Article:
Hunter '95 elected AAm president

by Jack Vaitayanonta | 5/9/94 5:00am

Afro-American Society President-elect James Hunter '95 is a model minority.

Hunter, a black man from a relatively poor urban neighborhood in Los Angeles, Calif., said he hopes his successes at a predominantly-white college can make him a positive role model for other students of African-American descent.

A double major in history and film studies, Hunter said he plans to attend law school after graduation.

Besides leading the AAm, the College's black students organization, Hunter next year will also be the Area Coordinator of the Gold Coast cluster, an intern at the Dean of the College's Office and vice-president of his fraternity, Alpha Phi Alpha.

As the vice-president of Alpha Phi Alpha, a historically all-black fraternity, Hunter said he wants to bring the black fraternities into stronger relations with the more "mainstream" Greek houses.

"We want to show that the black fraternities are not separatist and violent as some people may think we are," Hunter said.

In the past, Hunter has served in various positions on the AAm executive committee. As president , he said he hopes to increase the range of programming events of the AAm and he wants to continue the AAm's commitment to bringing diverse speakers to the College.

Hunter also plans to compile a computer database of AAm alumni, who would form a support group for current black students in securing recommendations and jobs.

Hunter tackled the issue of separatism on campus.

"African-Americans don't willingly separate themselves. We have to recognize that there not only racial divisions, but also divisions based on economic class. People feel more comfortable with people in their own economic bracket, and often that means mostly those of a particular race," he said.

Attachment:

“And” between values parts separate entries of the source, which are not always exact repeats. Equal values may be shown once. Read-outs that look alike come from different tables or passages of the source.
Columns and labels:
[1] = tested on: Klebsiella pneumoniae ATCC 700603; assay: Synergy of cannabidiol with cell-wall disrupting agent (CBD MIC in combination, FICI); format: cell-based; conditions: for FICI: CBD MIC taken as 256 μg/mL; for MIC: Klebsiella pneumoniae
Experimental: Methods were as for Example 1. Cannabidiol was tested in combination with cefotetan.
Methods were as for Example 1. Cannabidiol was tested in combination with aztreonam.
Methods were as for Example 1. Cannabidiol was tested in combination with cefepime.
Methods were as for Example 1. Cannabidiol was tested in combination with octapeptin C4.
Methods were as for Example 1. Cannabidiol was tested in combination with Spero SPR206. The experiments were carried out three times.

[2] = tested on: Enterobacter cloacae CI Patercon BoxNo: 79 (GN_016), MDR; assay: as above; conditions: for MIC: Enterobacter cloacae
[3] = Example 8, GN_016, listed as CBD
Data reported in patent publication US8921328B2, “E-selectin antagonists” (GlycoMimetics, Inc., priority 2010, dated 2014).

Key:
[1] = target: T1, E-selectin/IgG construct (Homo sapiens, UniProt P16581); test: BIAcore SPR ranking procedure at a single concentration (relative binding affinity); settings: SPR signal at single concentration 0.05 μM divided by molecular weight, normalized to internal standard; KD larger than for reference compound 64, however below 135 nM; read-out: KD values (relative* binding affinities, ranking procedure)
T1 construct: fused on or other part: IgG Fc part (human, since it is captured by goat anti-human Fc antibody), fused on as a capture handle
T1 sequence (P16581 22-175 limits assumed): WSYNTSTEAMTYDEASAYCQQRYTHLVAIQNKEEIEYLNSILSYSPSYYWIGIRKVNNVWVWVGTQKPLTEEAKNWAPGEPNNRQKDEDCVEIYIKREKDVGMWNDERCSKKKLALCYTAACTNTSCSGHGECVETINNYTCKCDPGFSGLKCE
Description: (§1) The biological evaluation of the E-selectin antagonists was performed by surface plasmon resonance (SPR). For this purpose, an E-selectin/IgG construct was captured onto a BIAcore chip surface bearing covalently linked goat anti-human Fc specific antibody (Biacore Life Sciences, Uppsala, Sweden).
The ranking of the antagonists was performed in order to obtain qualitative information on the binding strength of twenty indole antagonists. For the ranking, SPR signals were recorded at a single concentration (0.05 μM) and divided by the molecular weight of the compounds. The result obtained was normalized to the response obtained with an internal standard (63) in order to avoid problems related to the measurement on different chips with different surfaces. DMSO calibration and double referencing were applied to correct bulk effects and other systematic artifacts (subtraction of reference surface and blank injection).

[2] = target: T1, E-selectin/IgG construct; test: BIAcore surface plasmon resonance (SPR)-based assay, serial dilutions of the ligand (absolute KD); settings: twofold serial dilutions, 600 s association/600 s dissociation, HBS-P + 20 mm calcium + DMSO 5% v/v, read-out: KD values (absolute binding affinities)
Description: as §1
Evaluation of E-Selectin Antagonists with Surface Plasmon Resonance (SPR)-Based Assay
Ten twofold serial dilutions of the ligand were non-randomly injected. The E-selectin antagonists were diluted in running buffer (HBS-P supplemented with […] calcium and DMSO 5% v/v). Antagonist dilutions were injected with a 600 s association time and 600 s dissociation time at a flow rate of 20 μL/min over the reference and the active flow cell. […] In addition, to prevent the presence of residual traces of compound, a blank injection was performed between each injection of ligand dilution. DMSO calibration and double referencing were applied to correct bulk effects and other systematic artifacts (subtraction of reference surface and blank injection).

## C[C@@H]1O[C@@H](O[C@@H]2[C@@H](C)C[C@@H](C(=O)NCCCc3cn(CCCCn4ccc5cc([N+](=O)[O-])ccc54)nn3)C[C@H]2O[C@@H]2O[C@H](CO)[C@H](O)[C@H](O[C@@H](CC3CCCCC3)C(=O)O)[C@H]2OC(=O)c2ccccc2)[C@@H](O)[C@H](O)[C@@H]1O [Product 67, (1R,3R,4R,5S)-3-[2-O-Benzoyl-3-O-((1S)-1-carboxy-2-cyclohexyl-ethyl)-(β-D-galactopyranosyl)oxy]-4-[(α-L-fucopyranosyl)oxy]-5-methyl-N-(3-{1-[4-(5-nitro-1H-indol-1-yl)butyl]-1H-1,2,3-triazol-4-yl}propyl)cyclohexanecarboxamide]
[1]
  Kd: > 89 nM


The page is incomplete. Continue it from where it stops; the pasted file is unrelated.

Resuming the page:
While we should strive for the ideal of an integrated campus, Hunter said we must recognize the differences between our backgrounds and heritage. He said since people tend to gravitate towards those with whom they have common interests, it is unrealistic to try to achieve a perfect community blind of racial and economic lines.

"The way to solve the problem of segregation is up to each individual to go up to others of different backgrounds and to make the effort to be more open and welcoming and find something which you have in common with that other person," he said.

Hunter said he did not expect a repeat of the controversy surrounding last year's AAm elections, in which Amiri Barksdale '96 resigned after he was elected president, citing political conflicts within the AAm.

"As far as my wanting to quit as president, that couldn't be farther from the truth," Hunter said.

Hunter said he is ready to work with vice-president-elect Lewis Berry '97 and secretary-elect Evelyn Waters '95 next year. He cited them as "very strong, and able to deal well with people."

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